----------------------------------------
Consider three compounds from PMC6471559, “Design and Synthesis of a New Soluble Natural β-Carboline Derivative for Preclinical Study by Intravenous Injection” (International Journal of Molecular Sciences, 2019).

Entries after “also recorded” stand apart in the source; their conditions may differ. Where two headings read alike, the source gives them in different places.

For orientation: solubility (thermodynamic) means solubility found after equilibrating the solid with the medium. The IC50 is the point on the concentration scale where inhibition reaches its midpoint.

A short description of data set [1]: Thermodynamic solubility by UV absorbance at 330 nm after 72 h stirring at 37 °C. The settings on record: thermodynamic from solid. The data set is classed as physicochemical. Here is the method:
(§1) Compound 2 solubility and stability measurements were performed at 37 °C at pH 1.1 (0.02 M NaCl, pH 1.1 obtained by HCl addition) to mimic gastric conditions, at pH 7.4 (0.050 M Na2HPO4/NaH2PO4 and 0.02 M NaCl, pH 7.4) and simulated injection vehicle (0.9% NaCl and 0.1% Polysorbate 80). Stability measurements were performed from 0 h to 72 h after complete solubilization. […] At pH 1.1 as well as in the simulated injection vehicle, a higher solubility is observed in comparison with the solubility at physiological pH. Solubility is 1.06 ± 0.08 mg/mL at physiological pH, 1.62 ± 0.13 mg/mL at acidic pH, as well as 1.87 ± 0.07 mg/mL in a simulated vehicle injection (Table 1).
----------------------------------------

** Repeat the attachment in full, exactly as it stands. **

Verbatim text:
Consider three compounds from PMC6471559, “Design and Synthesis of a New Soluble Natural β-Carboline Derivative for Preclinical Study by Intravenous Injection” (International Journal of Molecular Sciences, 2019).

Entries after “also recorded” stand apart in the source; their conditions may differ. Where two headings read alike, the source gives them in different places.

For orientation: solubility (thermodynamic) means solubility found after equilibrating the solid with the medium. The IC50 is the point on the concentration scale where inhibition reaches its midpoint.

A short description of data set [1]: Thermodynamic solubility by UV absorbance at 330 nm after 72 h stirring at 37 °C. The settings on record: thermodynamic from solid. The data set is classed as physicochemical. Here is the method:
(§1) Compound 2 solubility and stability measurements were performed at 37 °C at pH 1.1 (0.02 M NaCl, pH 1.1 obtained by HCl addition) to mimic gastric conditions, at pH 7.4 (0.050 M Na2HPO4/NaH2PO4 and 0.02 M NaCl, pH 7.4) and simulated injection vehicle (0.9% NaCl and 0.1% Polysorbate 80). Stability measurements were performed from 0 h to 72 h after complete solubilization. […] At pH 1.1 as well as in the simulated injection vehicle, a higher solubility is observed in comparison with the solubility at physiological pH. Solubility is 1.06 ± 0.08 mg/mL at physiological pH, 1.62 ± 0.13 mg/mL at acidic pH, as well as 1.87 ± 0.07 mg/mL in a simulated vehicle injection (Table 1).